Calabria

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Calabria (pronounced [kaˈlaːbrja]; in Calabrian dialect: Calabbria or Calavria, Greek: Καλαβρία), in antiquity known as Bruttium, is a region in southern Italy, south of Naples, located at the "toe" of the Italian peninsula. It is bounded to the north by the region of Basilicata, to the south-west by the region of Sicily, to the west by the Tyrrhenian Sea, and to the east by the Ionian Sea. The region covers 15,079 km2 (5,822 sq mi) and has a population of just over 2 million. The demonym of Calabria in English is Calabrian (Italian: calabrese).

Contents

Geography

Calabria is at the very south of the Italian peninsula, to which it is connected by the Monte Pollino massif, while on the east, south and west it is surrounded by the Ionian and Tyrrhenian seas. The region is a long and narrow peninsula which stretches from north to south for 248 km (154 mi), with a maximum width of 110 km (68 mi). Some 42% of Calabria's area, corresponding to 15,081 km2, is mountainous, 49% is hilly, while plains occupy only 9% of the region's territory. It is separated from Sicily by the Strait of Messina, where the narrowest point between Capo Peloro in Sicily and Punta Pezzo in Calabria is only 3.2 km (2 mi).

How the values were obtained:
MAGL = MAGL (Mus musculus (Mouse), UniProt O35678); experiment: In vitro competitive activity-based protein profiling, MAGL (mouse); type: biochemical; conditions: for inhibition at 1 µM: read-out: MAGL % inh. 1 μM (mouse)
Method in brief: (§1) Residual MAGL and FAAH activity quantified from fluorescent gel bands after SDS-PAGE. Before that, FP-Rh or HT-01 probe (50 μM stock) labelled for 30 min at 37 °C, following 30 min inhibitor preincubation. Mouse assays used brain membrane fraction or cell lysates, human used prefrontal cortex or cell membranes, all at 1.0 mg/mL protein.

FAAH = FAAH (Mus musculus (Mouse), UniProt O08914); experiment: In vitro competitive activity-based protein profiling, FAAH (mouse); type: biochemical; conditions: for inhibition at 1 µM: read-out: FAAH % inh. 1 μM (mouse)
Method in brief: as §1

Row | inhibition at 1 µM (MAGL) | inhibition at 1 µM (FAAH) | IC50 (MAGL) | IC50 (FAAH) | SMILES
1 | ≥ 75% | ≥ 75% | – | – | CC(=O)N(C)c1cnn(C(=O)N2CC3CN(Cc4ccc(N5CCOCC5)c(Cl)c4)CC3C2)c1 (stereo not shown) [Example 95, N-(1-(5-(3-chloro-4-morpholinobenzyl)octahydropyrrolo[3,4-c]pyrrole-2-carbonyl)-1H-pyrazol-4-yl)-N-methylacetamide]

Although the beautiful green sea is ever present in Calabria, it is mainly a mountainous region. Three mountain ranges are present: Pollino, La Sila and Aspromonte. All three mountain ranges are unique with their own flora and fauna. The Pollino Mountains in the north of the region are rugged and form a natural barrier separating Calabria from the rest of Italy. Parts of the area are heavily wooded, while others are vast, wind-swept plateaus with little vegetation. These mountains are home to a rare Bosnian Pine variety, and are included in the Pollino National Park. La Sila is a vast mountainous plateau, about 1,200 metres above sea level, which stretches for nearly 2,000 square kilometres along the central part of Calabria. The highest point is Botte Donato, which reaches 1,928 metres. The area boasts numerous lakes and dense coniferous forests. The Aspromonte massif forms the southernmost tip of the Italian peninsula bordered by the sea on three sides. This unique mountainous structure reaches its highest point at Montalto Uffugo, at 1,995 metres, and is full of wide, man-made terraces that slope down towards the sea.

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